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Couple are called out for walking their dog as a heatwave strikes – as pet experts issue an urgent warning every Aussie needs to read: ‘Idiots’

  • Photo of couple walking dog in heatwave goes viral
  • Dog does not appear to have any protection on paws 
  • Don’t let your dog walk on hot sand, concrete or asphalt during heatwaves 
  • If you can’t put the back of your hand on the ground for 5 seconds, it’s too hot 

An furious Aussie has unleashed at a couple walking their dog in Bondi as a heatwave strikes Sydney with temperatures soaring past 30 degrees.

The image of the the couple walking the dog was shared to a community Facebook group, with the person who posted it calling them out for failing to provide adequate protection for the pooch’s paws.
Aussies are calling out a Bondi couple for walking their dog as temperatures soared past 30 degrees

Aussies are calling out a Bondi couple for walking their dog as temperatures soared past 30 degrees

‘If you’re going to walk your dog right now (middle of the day during 30+ degrees celsius), make sure to go barefoot in solidarity. These dogs crossed the hot road in visible pain,’ the poster wrote. 

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Many residents of the swanky beachside suburb were quick to call out the couple. 

‘Seriously what is wrong with people … that poor doggo will have bleeding paws,’ one said.

‘This makes me so angry & upset to see this, why are people so stupid,’ another questioned.

Another said: ‘It’s just so sad to see animals suffering.’

Pet owners have been warned not to let their pets walk on hot summer pavement as it can burn their paws on a very hot day. This picture was posted by the Melton Veterinary Clinic in Victoria in 2018

Pet owners have been warned not to let their pets walk on hot summer pavement as it can burn their paws on a very hot day. This picture was posted by the Melton Veterinary Clinic in Victoria in 2018

‘I hate seeing people walking dogs in this heat strolling along while they have shoes on, it gets me so angry poor little buggers getting dragged around in this heat,’ another weighed in.

‘Some people just don’t understand about how the doggos’ feet are burning on days like this,’ another raged, adding an angry red face emoji.

The Royal Society for the Prevention of Cruelty to Animals (RSPCA) says that dog paws are quite sensitive, especially to heat, and can easily burn on hot pavement or asphalt.

‘Avoid walking on hot sand, concrete, asphalt areas or any other areas where heat is reflected and there is no access to shade,’ the website says.

The RSPCA recommends using the ‘five second rule’ to test if the ground is too hot.

‘Place the back of your hand on the surface for five seconds and if it’s too hot for you, then it’s too hot for your dog.’

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The RSPCA advises pet owners to walk their dogs in the cool of the early morning or late evening during summer heatwaves.

Experts at the PDSA, the UK’s leading pet charity, say: ‘Not only will the pavement be too hot for their sensitive paws, going for walks in hot weather can cause them to dangerously overheat.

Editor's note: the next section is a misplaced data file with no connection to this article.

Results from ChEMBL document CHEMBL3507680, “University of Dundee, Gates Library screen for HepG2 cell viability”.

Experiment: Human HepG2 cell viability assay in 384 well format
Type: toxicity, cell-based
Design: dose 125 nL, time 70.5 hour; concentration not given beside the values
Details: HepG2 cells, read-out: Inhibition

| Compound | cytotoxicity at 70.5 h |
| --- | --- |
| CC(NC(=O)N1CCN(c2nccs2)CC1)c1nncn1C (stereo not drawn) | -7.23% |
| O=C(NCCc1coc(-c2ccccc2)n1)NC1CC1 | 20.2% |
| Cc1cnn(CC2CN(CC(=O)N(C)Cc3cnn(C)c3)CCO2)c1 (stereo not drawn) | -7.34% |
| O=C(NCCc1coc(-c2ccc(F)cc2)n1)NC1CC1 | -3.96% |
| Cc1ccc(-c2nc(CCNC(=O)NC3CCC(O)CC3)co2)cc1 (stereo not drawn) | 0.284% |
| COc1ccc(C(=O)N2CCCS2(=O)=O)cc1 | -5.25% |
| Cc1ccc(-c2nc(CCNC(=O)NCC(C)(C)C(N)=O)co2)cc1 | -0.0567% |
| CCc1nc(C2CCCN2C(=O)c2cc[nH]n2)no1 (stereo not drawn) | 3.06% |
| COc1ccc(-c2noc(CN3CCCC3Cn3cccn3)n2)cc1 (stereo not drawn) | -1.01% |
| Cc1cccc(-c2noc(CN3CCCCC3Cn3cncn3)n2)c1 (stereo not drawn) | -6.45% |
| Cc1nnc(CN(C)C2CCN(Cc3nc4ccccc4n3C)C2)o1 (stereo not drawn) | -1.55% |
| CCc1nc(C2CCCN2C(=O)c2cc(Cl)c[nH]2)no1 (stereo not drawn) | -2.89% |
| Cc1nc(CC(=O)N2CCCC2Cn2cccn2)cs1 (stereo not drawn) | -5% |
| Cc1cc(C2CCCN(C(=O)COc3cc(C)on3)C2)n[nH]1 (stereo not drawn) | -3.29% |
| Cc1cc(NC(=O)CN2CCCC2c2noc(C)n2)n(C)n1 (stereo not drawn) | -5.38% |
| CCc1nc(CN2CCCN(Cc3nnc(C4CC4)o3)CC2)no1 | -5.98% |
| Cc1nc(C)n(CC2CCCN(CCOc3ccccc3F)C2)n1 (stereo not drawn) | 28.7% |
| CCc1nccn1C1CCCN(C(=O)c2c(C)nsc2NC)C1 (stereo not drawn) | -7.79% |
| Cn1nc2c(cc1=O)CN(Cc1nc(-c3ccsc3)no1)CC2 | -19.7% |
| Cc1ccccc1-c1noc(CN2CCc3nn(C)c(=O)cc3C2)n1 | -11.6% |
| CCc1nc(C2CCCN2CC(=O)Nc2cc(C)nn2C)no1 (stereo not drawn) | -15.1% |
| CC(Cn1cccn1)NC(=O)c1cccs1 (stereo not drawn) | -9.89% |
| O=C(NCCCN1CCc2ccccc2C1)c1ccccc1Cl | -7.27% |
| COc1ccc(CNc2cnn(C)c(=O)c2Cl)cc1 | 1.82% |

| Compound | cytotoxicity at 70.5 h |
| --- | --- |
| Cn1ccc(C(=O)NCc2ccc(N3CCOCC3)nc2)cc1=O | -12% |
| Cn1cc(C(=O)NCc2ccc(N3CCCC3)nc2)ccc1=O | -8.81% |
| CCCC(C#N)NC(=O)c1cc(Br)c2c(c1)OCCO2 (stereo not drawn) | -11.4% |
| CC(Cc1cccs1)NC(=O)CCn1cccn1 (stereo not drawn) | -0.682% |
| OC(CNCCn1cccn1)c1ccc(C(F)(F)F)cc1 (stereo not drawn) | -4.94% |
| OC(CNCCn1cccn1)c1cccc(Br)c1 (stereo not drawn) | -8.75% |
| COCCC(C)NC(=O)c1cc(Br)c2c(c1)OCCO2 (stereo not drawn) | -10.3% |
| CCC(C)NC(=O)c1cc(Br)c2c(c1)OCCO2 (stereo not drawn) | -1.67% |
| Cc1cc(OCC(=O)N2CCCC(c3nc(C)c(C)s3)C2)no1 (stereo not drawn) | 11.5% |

‘Dogs love to run around, which is why nearly three-quarters of heatstroke cases develop while exercising.

‘It can also be caused by simply sitting somewhere too warm, or being trapped somewhere hot, such as a car, conservatory or room without proper ventilation.

‘Instead of heading out, set up a shady spot in the garden or the house, ideally with a cooling breeze and make sure your pooch has access to plenty of water.

‘Though you might not take your cats for daily walks, encourage them to be inside in a cool area during the hottest part of the day.’

URGENT WARNING FOR PET OWNERS AMID BRUTAL HEATWAVE

The Animal Welfare League Queensland has warned pet owners to take precautions to keep their animals cool during the heatwave:

  • Never leave your animals in a vehicle – even with the windows open. A parked car is like an oven; temperatures can reach extreme levels quickly, leading to fatal heat stroke.
  • Pets dehydrate quickly – have plenty of fresh, clean water available. Also, make sure your pets have a shady place to get out of the sun, be careful not to over-exercise them, and keep them indoors when it’s scorching.
  • Know the symptoms of overheating in pets, including excessive panting or difficulty breathing, drooling, mild weakness, vomiting, or even collapse. Animals with flat faces, like Pugs and Persian cats, are more susceptible to heat stroke.
  • If you can’t be home, seek alternative arrangements – ask your neighbour or a family member to mind your pet. If your pet is home alone, leaving the air-conditioning or fans on in the house will help keep pets cool.
  • Do not leave pets unsupervised around a pool or at the beach – not all dogs are good swimmers. Instead, gradually introduce your pets to water, and make sure they wear flotation devices when on boats.
  • Don’t let your pets linger on hot pavements – when the temperature is very high and is so close to the ground, your pooch’s body can heat up quickly. In addition, their sensitive paw pads can burn, so keep dog walks during these times to a minimum.
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Consult your veterinarian immediately if you are concerned about your pet’s well-being. To report wildlife in distress, contact 1300 264 625.

 

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